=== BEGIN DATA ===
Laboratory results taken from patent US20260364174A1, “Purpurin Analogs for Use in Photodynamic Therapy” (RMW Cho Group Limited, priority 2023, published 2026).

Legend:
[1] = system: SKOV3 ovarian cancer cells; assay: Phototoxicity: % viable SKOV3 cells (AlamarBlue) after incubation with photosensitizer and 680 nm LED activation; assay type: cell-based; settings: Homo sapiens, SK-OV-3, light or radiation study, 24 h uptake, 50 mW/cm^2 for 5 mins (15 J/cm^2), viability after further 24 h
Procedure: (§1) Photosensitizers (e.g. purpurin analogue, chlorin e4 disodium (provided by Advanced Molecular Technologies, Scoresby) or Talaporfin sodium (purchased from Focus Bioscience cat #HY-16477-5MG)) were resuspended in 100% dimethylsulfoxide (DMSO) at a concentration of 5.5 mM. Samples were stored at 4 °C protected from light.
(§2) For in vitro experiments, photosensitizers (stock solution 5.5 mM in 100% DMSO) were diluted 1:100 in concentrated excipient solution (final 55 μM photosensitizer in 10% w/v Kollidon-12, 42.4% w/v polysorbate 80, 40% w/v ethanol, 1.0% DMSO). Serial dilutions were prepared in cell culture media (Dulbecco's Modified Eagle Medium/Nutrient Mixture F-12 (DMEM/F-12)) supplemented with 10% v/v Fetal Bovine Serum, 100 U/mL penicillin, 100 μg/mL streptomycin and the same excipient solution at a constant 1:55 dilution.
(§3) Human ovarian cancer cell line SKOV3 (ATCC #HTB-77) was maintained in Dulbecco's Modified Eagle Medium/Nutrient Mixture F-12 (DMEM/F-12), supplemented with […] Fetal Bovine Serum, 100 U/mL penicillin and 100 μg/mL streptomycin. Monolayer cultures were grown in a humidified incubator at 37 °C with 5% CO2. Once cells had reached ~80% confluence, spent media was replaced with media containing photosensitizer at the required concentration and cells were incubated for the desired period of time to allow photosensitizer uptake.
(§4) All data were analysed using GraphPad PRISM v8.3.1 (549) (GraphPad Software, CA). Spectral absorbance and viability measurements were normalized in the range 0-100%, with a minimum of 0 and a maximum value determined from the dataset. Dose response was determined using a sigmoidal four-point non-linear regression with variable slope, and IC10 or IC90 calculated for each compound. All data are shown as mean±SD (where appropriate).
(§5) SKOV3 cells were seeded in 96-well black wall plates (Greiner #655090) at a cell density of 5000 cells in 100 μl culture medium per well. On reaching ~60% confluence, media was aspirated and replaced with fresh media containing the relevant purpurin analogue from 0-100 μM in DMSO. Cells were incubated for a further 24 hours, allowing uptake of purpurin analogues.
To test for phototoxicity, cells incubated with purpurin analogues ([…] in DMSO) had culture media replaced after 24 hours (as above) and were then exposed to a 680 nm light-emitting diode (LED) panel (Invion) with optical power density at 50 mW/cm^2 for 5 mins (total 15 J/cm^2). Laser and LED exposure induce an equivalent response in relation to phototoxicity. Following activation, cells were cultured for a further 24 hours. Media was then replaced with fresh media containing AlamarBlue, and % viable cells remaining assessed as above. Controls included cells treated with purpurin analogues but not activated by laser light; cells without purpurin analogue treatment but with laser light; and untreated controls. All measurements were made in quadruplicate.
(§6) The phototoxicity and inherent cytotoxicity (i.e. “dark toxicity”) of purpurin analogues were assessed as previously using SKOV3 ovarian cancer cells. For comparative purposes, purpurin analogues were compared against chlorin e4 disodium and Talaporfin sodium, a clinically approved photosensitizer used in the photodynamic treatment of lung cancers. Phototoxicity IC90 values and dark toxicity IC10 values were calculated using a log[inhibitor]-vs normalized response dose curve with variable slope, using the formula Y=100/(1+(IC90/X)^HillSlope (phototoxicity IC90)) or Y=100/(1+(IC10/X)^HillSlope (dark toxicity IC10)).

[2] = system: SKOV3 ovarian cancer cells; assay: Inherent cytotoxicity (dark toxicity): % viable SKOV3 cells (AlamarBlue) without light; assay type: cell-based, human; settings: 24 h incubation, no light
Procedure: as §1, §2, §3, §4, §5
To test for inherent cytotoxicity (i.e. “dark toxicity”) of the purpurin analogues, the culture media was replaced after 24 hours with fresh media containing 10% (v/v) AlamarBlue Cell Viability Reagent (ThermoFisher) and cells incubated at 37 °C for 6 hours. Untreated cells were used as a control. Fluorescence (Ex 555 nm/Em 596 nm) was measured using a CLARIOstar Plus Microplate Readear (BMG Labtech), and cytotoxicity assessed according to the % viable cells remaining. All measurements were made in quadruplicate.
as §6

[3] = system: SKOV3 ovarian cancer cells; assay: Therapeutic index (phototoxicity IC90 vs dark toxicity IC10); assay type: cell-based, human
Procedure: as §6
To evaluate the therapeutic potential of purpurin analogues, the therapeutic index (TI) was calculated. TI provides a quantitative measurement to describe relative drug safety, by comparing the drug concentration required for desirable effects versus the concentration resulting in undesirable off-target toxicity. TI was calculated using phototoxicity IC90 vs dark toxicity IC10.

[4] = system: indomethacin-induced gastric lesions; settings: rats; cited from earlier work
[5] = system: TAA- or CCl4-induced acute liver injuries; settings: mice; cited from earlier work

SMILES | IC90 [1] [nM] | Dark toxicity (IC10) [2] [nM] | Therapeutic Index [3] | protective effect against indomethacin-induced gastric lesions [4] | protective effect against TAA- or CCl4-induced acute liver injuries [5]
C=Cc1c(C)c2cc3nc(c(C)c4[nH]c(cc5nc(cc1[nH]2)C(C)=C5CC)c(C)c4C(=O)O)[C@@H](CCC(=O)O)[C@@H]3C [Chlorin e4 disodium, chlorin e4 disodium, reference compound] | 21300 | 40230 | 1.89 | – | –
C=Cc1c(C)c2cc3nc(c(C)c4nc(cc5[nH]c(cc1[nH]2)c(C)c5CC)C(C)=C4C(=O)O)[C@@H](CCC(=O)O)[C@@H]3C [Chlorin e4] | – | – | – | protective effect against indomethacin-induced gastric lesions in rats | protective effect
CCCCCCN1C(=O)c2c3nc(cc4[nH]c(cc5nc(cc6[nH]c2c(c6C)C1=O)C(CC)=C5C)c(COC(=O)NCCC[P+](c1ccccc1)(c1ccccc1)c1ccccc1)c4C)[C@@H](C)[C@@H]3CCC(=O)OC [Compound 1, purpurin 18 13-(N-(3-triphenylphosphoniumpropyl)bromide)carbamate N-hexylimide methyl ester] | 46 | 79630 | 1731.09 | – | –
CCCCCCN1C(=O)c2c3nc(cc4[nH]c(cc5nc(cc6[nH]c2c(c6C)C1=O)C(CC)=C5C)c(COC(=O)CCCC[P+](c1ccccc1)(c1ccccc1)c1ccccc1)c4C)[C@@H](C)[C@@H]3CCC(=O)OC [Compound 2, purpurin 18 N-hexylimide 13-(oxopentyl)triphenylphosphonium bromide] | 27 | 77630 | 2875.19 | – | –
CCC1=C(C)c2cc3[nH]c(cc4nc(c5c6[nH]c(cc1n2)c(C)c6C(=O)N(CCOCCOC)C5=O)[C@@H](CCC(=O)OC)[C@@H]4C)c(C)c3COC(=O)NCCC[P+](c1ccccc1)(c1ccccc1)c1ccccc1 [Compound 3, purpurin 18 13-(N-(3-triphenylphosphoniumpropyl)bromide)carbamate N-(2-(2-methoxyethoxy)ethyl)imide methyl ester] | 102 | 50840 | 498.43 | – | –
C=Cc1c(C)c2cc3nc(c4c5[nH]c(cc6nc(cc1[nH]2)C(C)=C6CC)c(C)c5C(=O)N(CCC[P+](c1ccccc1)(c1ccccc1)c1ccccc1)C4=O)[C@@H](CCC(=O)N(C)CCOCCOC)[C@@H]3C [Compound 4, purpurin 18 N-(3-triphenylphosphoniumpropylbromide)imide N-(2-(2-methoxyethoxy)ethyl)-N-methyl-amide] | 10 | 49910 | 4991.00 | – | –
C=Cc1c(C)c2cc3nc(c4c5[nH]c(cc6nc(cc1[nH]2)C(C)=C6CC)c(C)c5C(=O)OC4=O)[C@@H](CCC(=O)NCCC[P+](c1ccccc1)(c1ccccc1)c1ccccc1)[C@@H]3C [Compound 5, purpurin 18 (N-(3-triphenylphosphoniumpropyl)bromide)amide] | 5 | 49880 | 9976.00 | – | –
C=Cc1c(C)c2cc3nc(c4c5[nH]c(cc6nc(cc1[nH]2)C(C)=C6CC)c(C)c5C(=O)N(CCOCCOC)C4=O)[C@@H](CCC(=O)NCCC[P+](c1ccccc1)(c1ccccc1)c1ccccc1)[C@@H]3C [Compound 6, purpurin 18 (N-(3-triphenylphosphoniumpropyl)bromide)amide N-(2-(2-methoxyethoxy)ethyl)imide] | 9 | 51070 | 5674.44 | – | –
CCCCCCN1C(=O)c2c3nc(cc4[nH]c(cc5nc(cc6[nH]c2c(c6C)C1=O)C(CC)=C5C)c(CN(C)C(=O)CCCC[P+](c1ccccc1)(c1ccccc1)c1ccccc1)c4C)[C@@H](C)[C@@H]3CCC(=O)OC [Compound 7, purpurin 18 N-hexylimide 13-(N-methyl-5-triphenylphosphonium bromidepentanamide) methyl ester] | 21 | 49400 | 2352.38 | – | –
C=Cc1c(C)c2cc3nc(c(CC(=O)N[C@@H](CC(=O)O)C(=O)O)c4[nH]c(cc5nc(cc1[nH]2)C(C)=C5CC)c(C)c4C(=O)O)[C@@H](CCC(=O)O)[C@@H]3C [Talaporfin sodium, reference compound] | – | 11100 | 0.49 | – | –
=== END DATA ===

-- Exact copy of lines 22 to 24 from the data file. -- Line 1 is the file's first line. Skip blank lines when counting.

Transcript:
C=Cc1c(C)c2cc3nc(c(C)c4nc(cc5[nH]c(cc1[nH]2)c(C)c5CC)C(C)=C4C(=O)O)[C@@H](CCC(=O)O)[C@@H]3C [Chlorin e4] | – | – | – | protective effect against indomethacin-induced gastric lesions in rats | protective effect
CCCCCCN1C(=O)c2c3nc(cc4[nH]c(cc5nc(cc6[nH]c2c(c6C)C1=O)C(CC)=C5C)c(COC(=O)NCCC[P+](c1ccccc1)(c1ccccc1)c1ccccc1)c4C)[C@@H](C)[C@@H]3CCC(=O)OC [Compound 1, purpurin 18 13-(N-(3-triphenylphosphoniumpropyl)bromide)carbamate N-hexylimide methyl ester] | 46 | 79630 | 1731.09 | – | –
CCCCCCN1C(=O)c2c3nc(cc4[nH]c(cc5nc(cc6[nH]c2c(c6C)C1=O)C(CC)=C5C)c(COC(=O)CCCC[P+](c1ccccc1)(c1ccccc1)c1ccccc1)c4C)[C@@H](C)[C@@H]3CCC(=O)OC [Compound 2, purpurin 18 N-hexylimide 13-(oxopentyl)triphenylphosphonium bromide] | 27 | 77630 | 2875.19 | – | –